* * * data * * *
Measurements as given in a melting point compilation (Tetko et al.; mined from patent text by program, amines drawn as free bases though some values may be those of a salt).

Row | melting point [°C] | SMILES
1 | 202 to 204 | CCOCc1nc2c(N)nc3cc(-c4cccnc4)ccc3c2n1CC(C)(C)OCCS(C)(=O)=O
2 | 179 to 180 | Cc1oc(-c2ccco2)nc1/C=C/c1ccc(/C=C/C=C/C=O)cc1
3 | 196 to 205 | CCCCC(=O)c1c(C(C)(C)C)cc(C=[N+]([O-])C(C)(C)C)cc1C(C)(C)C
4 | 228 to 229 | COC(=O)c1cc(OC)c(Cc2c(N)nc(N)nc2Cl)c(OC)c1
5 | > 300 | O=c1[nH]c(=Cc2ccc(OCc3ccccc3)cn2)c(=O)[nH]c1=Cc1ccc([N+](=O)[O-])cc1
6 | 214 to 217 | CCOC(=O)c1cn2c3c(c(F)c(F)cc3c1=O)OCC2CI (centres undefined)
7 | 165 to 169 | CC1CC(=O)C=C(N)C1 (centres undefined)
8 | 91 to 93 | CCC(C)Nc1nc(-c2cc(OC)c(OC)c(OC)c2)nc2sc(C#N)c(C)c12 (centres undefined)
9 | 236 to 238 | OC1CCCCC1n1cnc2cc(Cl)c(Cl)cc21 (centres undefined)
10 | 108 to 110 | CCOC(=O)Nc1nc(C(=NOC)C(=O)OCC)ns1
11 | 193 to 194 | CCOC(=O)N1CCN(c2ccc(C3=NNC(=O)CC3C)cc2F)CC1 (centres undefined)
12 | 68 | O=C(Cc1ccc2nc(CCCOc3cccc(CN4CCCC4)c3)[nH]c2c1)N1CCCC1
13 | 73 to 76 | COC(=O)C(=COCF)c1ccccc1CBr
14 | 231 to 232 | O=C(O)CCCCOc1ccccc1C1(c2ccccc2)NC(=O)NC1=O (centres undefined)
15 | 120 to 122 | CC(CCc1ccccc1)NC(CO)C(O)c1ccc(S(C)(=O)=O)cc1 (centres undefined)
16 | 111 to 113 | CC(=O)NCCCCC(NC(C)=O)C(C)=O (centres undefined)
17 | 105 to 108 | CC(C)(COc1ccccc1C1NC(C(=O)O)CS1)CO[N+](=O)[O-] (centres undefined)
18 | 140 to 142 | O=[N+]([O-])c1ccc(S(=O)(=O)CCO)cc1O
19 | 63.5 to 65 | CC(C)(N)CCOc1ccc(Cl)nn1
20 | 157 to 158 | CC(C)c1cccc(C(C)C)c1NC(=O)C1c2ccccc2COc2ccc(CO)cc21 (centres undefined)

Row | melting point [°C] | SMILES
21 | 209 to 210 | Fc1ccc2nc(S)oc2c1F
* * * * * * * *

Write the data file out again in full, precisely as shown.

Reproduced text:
Measurements as given in a melting point compilation (Tetko et al.; mined from patent text by program, amines drawn as free bases though some values may be those of a salt).

Row | melting point [°C] | SMILES
1 | 202 to 204 | CCOCc1nc2c(N)nc3cc(-c4cccnc4)ccc3c2n1CC(C)(C)OCCS(C)(=O)=O
2 | 179 to 180 | Cc1oc(-c2ccco2)nc1/C=C/c1ccc(/C=C/C=C/C=O)cc1
3 | 196 to 205 | CCCCC(=O)c1c(C(C)(C)C)cc(C=[N+]([O-])C(C)(C)C)cc1C(C)(C)C
4 | 228 to 229 | COC(=O)c1cc(OC)c(Cc2c(N)nc(N)nc2Cl)c(OC)c1
5 | > 300 | O=c1[nH]c(=Cc2ccc(OCc3ccccc3)cn2)c(=O)[nH]c1=Cc1ccc([N+](=O)[O-])cc1
6 | 214 to 217 | CCOC(=O)c1cn2c3c(c(F)c(F)cc3c1=O)OCC2CI (centres undefined)
7 | 165 to 169 | CC1CC(=O)C=C(N)C1 (centres undefined)
8 | 91 to 93 | CCC(C)Nc1nc(-c2cc(OC)c(OC)c(OC)c2)nc2sc(C#N)c(C)c12 (centres undefined)
9 | 236 to 238 | OC1CCCCC1n1cnc2cc(Cl)c(Cl)cc21 (centres undefined)
10 | 108 to 110 | CCOC(=O)Nc1nc(C(=NOC)C(=O)OCC)ns1
11 | 193 to 194 | CCOC(=O)N1CCN(c2ccc(C3=NNC(=O)CC3C)cc2F)CC1 (centres undefined)
12 | 68 | O=C(Cc1ccc2nc(CCCOc3cccc(CN4CCCC4)c3)[nH]c2c1)N1CCCC1
13 | 73 to 76 | COC(=O)C(=COCF)c1ccccc1CBr
14 | 231 to 232 | O=C(O)CCCCOc1ccccc1C1(c2ccccc2)NC(=O)NC1=O (centres undefined)
15 | 120 to 122 | CC(CCc1ccccc1)NC(CO)C(O)c1ccc(S(C)(=O)=O)cc1 (centres undefined)
16 | 111 to 113 | CC(=O)NCCCCC(NC(C)=O)C(C)=O (centres undefined)
17 | 105 to 108 | CC(C)(COc1ccccc1C1NC(C(=O)O)CS1)CO[N+](=O)[O-] (centres undefined)
18 | 140 to 142 | O=[N+]([O-])c1ccc(S(=O)(=O)CCO)cc1O
19 | 63.5 to 65 | CC(C)(N)CCOc1ccc(Cl)nn1
20 | 157 to 158 | CC(C)c1cccc(C(C)C)c1NC(=O)C1c2ccccc2COc2ccc(CO)cc21 (centres undefined)

Row | melting point [°C] | SMILES
21 | 209 to 210 | Fc1ccc2nc(S)oc2c1F